Armen Papazian believes his analytics platform is the key to freeing data from the prison of individual cells guarded by impenetrable formulas.
The financial economist, a PhD graduate from Cambridge University’s prestigious King’s College, built Value Xd after he was faced with a ‘2D analytical reality’ during his career in finance.
“In the finance sector, most build models in Microsoft Excel or Google Sheets, where the equations are written behind the cells in coder-invented abbreviations,” he explains to BusinessCloud. “It is an entire architecture that we’re used to, and we don’t question it enough.
“When I write an equation in one of these spreadsheets, I get an output and see the value in that cell. But I can’t see the equation until I click on that cell. Most of the financial modelling in startups, fundraising, asset management, banking and business planning continue to use this 2D architecture. An architecture that is hard to audit and lacks transparency and agency.
“I wanted to develop a software where the mind analysing or building a model does not have to look behind the sheet to see the equations, and can identify the actual variables used rather than the cell numbers. It is tough to carry out multi-dimensional analysis when you have many dozens of tabs open to address the various aspects involved. This is especially relevant in the age of climate change and sustainable finance where value chains and impacts have to be considered in parallel to other financial data.”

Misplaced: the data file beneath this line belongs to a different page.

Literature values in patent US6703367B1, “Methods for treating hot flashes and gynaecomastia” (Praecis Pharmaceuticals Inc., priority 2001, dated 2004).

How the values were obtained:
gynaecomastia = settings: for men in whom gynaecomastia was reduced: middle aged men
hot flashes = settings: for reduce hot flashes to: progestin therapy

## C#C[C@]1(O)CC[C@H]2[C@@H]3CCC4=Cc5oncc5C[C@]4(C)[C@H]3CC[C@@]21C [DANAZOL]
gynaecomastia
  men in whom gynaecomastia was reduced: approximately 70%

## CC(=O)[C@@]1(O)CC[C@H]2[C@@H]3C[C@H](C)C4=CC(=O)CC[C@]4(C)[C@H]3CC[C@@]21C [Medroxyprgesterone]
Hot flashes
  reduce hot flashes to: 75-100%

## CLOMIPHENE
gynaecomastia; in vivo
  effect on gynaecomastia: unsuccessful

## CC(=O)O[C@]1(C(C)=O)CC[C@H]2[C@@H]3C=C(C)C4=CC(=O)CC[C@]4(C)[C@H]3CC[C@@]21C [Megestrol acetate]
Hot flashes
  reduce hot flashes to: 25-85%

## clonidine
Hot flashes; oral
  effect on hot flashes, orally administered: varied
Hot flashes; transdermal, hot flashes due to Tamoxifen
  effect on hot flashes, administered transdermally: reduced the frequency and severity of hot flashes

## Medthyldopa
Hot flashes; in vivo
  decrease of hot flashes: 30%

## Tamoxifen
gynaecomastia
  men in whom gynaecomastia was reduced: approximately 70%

Dashboards & data
Value Xd – seventh on our EnviroTech 50 innovation ranking – uses actual mathematics: equations are written in panels which sit inside dedicated dashboards. These are kept separate from the data and can be applied to it – in any number – to generate model outputs. This introduces authenticity and transparency in the valuation and reporting process, but most of all, transforms equations into shareable cloud-based tools, freed from cells. “It could be profitability ratios, liquidity ratios, risk measures, carbon intensity… anything you can think of,” says Papazian.
“Our second differentiator is that we don’t ask the user to learn a new syntax of abbreviations built and created by our coders. While the equations are in actual math – as you might see in a finance textbook or article – the idea was to make it simple and easy for people to use.”
He offers the example of a business submitting its financial model to potential investors. “If you’re going to trust my model, someone in your institution may have to click on every other cell to make sure I haven’t hardcoded anything or made any errors. How are you going to audit my business plan or projections otherwise?” he asks.
“With Value Xd, an investor can simply ask for the data within the Value Xd ecosystem, or import it from other sources, then apply the ready equations/dashboards directly with ease. They can also import data from the IMF and Bloomberg [for example].
“We’ve also created a library of dashboards, where you can download ready-made financial ratio models, climate impact models, carbon intensity models, stock valuation, startup valuation models, real estate income models, emission factors, etc.”
Papazian, who sees great potential in a marketplace of ‘add-on’ dashboards created by experts, says using a combination of Excel, Powerpoint and Word to prepare presentations and reports can necessitate hundreds of unnecessary and wasteful clicks.
“In contrast, with Value Xd I can automatically aggregate hundreds of models, maps, charts and tables into a live presentation quickly and easily,” he adds. “You can also simulate and project the data and therefore charts in real-time while you present.”
The Space Value of Money